In a previous blog post, I shared a book Chemistry: A Very Short Introduction, by Dr. Peter Atkins. For my summer reading I wanted to get back to reading some chemistry non-fiction. I did, however, diverge from my original plan to read Eric Scerri's The Periodic Table: It's story and significance. Instead. "Four Laws That Drive the Universe" (with an alternative title of The Laws of Thermodynamics: A Very Short Introduction) became my next book as I so thoroughly enjoyed the writing style of Peter Atkins. The Kindle Version is only $6.15 and worth every penny in my opinion.
In “A Global Warming Primer”, Jeffrey Bennett provides a template for conversation about the most pressing global environmental issue of our time. The author also recommends a link to the ACS Climate Science Toolkit that offers many useful resources for learning about and teaching the concepts related to climate science.
I was at a workshop recently, when a friend suggested I read, Chemistry: A Very Short Introduction by Peter Atkins, Oxford University Press. The friend suggested the book would not take long to read, and given the name included the phrase "A very short introduction" who was I to argue? So I bought the Kindle Version of the book for about $7 U.S. and got to reading.
The untold story of the women who helped win World War II by separating the atomic bomb isotopes.
CRISPR and gene drive technology have the potential alter the biology of life on earth, and possibly control some of the most destructive human diseases.
John Hattie is a guy who spent twenty five years doing over 50000 meta analysis studies on about 80 million students and wrote a book called “Visible Learning”. He has also done a number of TED talks. Essentially, he asks the question, “What affects students learning?” and clearly as well as simply defines what an “effect” is. He told the story of a researcher who spent years recording classroom interactions from the perspective of the student and the teacher. The researcher was surprised to learn that about seventy percent of learning was not visible to the teacher. So..even the best teachers with the best data only get about thirty percent of the picture. Next came the book, Visible Learning for Teachers and the website “Visible Learning Plus”.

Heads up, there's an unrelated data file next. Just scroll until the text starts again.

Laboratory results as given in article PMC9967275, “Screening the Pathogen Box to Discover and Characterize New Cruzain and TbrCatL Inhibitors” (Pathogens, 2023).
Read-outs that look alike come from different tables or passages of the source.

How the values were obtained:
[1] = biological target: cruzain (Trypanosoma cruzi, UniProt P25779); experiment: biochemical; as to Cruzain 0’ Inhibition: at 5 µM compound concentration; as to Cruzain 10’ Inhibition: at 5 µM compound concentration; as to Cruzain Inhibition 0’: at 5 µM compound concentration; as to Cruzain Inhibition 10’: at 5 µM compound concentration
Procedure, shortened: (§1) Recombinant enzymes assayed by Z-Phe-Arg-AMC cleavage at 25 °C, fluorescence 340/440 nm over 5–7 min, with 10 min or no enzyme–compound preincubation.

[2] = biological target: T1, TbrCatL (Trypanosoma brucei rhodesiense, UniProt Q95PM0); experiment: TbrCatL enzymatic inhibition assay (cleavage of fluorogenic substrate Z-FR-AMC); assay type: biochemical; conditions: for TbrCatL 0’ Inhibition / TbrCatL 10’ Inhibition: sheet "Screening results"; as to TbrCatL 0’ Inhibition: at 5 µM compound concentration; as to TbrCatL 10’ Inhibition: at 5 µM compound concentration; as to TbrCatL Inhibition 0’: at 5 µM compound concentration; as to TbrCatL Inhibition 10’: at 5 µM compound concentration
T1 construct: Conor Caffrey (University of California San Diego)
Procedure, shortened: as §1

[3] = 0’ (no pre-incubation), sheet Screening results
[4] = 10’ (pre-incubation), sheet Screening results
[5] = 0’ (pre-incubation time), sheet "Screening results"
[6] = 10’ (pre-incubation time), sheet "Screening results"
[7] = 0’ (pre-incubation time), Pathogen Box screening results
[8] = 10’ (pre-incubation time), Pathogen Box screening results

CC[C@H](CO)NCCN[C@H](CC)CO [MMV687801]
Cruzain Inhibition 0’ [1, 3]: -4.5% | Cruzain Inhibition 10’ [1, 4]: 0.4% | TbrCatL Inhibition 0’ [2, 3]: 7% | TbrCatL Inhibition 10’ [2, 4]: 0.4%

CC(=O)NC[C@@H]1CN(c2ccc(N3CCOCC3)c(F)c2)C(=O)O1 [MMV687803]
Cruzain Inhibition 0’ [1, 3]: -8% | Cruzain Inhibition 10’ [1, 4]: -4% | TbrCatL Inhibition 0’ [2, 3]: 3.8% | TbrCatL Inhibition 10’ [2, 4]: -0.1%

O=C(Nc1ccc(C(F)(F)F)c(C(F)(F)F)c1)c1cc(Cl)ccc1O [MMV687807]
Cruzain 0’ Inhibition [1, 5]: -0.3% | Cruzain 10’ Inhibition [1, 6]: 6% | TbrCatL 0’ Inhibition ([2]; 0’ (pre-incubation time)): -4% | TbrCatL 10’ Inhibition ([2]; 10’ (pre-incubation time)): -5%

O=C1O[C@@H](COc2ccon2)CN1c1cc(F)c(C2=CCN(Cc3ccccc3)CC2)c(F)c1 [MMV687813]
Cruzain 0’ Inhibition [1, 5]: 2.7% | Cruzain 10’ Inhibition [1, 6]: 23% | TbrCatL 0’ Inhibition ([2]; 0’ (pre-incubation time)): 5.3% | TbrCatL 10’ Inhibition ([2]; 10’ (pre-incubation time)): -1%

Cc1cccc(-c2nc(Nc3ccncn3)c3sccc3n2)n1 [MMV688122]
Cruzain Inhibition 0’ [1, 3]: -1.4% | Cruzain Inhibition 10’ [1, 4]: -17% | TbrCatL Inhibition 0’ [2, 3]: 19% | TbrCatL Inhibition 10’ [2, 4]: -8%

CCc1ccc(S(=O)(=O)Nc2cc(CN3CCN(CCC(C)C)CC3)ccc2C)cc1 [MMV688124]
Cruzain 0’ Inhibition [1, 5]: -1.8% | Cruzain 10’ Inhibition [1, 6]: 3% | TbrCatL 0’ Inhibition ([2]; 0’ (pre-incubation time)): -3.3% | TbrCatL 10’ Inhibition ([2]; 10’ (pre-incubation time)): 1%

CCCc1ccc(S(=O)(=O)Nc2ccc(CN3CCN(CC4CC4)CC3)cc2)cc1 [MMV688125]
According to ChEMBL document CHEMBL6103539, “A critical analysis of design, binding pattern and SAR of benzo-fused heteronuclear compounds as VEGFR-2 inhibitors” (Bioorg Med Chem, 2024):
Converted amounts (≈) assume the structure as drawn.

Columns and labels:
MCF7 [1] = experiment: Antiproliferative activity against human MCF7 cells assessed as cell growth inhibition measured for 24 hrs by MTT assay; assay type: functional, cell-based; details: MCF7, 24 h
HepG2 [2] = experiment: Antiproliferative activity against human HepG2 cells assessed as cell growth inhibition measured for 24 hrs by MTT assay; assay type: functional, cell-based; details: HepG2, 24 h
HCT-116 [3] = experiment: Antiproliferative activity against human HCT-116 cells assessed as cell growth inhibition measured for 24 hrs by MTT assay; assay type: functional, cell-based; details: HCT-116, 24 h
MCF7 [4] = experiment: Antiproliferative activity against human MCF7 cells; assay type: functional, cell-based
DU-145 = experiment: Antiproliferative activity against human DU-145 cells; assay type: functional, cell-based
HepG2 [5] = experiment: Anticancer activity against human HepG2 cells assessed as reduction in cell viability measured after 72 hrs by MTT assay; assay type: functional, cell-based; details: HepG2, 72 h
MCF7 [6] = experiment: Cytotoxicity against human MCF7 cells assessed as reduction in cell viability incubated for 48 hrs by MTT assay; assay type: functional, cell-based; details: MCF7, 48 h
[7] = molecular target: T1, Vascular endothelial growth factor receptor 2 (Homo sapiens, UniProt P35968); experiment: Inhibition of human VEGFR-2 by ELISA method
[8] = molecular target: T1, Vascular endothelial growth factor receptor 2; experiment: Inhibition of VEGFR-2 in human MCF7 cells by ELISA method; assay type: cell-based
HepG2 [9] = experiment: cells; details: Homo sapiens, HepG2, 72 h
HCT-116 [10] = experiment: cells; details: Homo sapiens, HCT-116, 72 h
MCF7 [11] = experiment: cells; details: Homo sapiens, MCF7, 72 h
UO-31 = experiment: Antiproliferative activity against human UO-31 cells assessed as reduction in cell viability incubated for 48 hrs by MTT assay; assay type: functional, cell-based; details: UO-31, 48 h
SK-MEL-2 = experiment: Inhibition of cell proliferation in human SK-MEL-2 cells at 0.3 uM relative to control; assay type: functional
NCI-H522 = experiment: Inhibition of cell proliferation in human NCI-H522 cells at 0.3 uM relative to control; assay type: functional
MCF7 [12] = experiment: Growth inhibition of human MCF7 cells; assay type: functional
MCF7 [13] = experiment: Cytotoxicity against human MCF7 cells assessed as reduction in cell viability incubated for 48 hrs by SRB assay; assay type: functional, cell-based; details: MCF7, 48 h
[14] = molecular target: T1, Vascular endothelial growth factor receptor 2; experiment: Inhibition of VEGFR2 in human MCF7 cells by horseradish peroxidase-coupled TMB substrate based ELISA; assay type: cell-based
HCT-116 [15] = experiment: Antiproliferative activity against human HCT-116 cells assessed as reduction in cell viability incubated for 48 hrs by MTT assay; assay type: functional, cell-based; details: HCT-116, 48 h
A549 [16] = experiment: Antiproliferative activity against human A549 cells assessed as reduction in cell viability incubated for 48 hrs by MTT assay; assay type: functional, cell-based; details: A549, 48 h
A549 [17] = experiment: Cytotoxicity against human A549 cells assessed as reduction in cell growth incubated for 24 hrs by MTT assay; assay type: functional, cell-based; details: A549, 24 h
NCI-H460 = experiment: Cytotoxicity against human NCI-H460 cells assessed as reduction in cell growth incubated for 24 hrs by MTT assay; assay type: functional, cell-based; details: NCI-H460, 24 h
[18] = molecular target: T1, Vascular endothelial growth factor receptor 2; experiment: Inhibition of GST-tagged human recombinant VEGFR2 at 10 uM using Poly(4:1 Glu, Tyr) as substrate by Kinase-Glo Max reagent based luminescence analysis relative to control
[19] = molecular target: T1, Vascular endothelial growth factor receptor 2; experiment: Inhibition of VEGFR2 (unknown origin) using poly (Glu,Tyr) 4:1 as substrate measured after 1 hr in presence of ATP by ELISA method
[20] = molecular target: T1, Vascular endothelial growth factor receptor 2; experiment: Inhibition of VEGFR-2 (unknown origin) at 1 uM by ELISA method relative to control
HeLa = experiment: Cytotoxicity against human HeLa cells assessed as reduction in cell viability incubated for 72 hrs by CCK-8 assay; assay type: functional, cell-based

In the June 6th, 2016 Chemical and Engineering News magazine put out by the American Chemical Society, C&EN talks with Deborah Blum, journalist and author: From the article’s description, ‘The Poisoner’s Handbook’ writer talks about the beauty of chemistry and why she wants people to know more about it.
How did someone figure that out? Can you explain to me why this happens? No matter the topic, individuals are always seeking information as they look to explain complex objects and theories. “Thing Explainer: Complicated Stuff in Simple Words” by Randall Munroe uses only one thousand of the most common words to explain various inventions and phenomena in the field of physical science.
A great book for summer reading is "Rust: the longest war".
Cars rusting! Bridges collapsing! Rust, and corrosion in general, is probably the most important topic that is not on most people's radar. This is definitely something people should be paying more attention to.
Critical reviews of "Beyond" by Chris Impey, "How We'll Live on Mars" by Stephen L. Petranek, "Exploration and Engineering: The Jet Propulsion Laboratory and the Quest for Mars" by Erik M. Conway, by Elizabeth Kolbert.